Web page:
Statehouse bureau chief, The Plain Dealer
Robert Higgs is the Columbus bureau chief for (Cleveland) The Plain Dealer, Ohio's largest newspaper. He joined the newspaper in 1995 and has held a variety of editing positions, both with the paper's print staff and its online operation. Prior to becoming bureau chief, he was the editor of PolitiFact Ohio. He has a bachelor's degree in journalism from The Ohio State University and a juris doctorate from the University of Akron.
The latest Truth-O-Meter items from Robert Higgs
Recent stories from Robert HiggsPolitiFact's guide to Thanksgiving dinner
Find yourself sitting beside a relative who has sent you lots of chain e-mails? Here's our annual guide on what to say. Stash it under the green bean casserole until you need it.Has 'In God We Trust' been taken off U.S. coins?
On the campaign trail recently, Mitt Romney brought up an issue that sounded familiar to us: the question of whether "In God We Trust" has been removed from U.S. coins. It's not a new claim, but now that it's emerged in the presidential campaign, we took a new look at its origins. A scorecard on President Obama's campaign promises
Four years ago, Barack Obama made an extraordinary array of campaign promises -- 508 pledges on everything from taxing the rich to ending the Iraq war. As Democrats convene in Charlotte, N.C., we review our Obameter to see how Obama has fared on his promises.Checking Romney's claim on 'you didn't build that'
For more than two weeks, the Romney and Obama campaigns have argued about whether President Barack Obama insulted entrepreneurs. The dust up involves remarks Obama made at a stop in Roanoke, Va. The key phrase: "If you've got a business, you didn't build that. Somebody else made that happen." A Romney video claims the president was saying success "is the result of government," not "hard-working people." We ran that assertion through the Truth-O-Meter.PolitiFact Ohio marks two years of the Truth-O-Meter
Observers decrying a decline in the quality of political discourse used to cite 30-second sound bites as a symptom or cause. Thirty seconds is practically a filibuster now. The typical statement in broadcast news stories today is closer to nine seconds. Just enough time to recite a talking point. Just enough words to fill a 140-character Tweet. Long enough to grab our interest, to enlighten, mislead or enrage. Enough to make PolitiFact Ohio say "Really?" PolitiFact Ohio is celebrating two years of checking these sound bites, and looking forward to more.Debunking claims about a new home sales tax
Did you get the chain email that claims the health care law will institute a new tax on home sales? It boldly proclaims that the health care law includes "a 3.8% sales tax" on "all real estate transactions." The claim has persistently circulated for two years, but there's just one catch: It's not true. We ran it through the Truth-O-Meter.Rating Romney's claim on Finnish auto stimulus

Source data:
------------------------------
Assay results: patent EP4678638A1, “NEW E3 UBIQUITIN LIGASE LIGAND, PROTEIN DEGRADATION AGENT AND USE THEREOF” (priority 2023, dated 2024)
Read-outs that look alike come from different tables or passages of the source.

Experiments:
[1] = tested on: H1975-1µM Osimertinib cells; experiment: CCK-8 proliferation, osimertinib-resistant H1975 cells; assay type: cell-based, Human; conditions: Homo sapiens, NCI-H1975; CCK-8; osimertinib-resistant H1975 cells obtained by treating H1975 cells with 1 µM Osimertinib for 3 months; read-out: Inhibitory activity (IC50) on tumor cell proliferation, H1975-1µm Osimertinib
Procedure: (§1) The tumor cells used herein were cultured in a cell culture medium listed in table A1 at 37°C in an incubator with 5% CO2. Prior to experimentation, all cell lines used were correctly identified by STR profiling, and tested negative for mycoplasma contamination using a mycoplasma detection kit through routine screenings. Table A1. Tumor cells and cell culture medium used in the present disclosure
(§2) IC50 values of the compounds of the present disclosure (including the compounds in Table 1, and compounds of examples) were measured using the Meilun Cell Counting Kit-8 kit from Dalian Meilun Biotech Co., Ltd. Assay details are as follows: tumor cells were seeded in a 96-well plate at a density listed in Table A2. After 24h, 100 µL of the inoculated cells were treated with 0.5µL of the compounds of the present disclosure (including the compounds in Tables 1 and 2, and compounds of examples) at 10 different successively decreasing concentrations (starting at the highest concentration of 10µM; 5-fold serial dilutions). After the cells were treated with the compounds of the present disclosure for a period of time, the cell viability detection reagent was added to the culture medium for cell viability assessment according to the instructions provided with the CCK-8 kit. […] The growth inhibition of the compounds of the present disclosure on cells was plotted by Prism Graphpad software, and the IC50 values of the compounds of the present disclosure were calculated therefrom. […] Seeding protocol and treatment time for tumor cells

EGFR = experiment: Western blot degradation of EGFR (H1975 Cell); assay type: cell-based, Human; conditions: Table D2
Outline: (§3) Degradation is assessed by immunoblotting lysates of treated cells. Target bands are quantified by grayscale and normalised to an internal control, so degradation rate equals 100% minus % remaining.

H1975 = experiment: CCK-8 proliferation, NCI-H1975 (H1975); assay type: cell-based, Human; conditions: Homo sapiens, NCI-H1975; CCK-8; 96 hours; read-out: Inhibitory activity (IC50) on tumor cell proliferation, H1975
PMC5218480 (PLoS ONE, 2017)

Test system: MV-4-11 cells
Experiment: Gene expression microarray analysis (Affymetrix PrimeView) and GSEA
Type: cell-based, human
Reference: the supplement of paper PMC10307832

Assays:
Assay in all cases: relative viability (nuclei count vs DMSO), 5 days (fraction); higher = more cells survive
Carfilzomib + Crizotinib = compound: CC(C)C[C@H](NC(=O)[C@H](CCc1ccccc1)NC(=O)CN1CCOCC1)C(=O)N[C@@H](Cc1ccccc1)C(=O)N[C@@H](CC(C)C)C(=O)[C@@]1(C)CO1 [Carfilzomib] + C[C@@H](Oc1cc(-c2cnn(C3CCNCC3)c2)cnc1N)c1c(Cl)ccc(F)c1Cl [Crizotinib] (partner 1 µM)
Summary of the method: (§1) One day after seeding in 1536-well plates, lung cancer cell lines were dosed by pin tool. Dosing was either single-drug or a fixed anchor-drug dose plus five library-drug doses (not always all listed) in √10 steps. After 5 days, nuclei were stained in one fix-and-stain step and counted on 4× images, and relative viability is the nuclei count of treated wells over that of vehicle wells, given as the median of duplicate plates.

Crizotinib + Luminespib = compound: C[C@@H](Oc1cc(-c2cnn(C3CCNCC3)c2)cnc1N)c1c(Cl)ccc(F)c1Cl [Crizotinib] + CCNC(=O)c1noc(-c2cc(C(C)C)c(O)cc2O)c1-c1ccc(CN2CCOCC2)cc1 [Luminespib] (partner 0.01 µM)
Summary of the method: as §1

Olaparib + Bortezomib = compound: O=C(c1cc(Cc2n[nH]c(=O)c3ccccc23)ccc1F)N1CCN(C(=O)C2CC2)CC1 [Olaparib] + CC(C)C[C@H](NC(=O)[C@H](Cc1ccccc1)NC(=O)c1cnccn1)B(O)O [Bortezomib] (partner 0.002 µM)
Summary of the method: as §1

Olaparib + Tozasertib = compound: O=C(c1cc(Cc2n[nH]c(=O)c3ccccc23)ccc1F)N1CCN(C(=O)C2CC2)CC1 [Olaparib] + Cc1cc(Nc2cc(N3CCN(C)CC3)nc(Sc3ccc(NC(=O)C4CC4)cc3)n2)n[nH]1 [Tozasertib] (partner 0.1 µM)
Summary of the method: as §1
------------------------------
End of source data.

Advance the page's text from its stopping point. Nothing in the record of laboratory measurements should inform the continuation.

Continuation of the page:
Republican presidential hopeful Mitt Romney, in an ad that's airing in Ohio called "Where did all the money go" charges that stimulus money went overseas to pay for electric cars in Finland. We took a look to see if money from the American Recovery and Reinvestment Act, better known as the stimulus act, helped to Fisker Automotive manufacture high-end, plug-in cars.Blazing the way on health care reform claims
The debate over the Affordable Care Act will go on, even with the Supreme Court’s ruling on the Patient Protection and Affordable Care Act. If history is any guide, the claims, both pro and con, that PolitiFact has been checking will continue to be used. Here's some of the leading claims that each were set ablaze on the Truth-O-Meter. Americans for Prosperity's traffic light claim
Is stimulus money paying for traffic lights on Chinese streets? That's a claim made by Americans for Prosperity in a TV ad running in Ohio and seven other states. The ad blames President Barack Obama for sending stimulus money overseas while Americans are out of work. The claim about traffic lights is the third one we've checked out. Americans for Prosperity cites stimulus for Finland
Is your tax money paying for jobs in Finland? That's one of the claims in an ad Americans for Prosperity is airing in eight states, including Ohio. The ad takes aim at President Barack Obama, claiming that stimulus money was sent overseas while Americans are out of work. The claim about Finland is the second one we've checked out.
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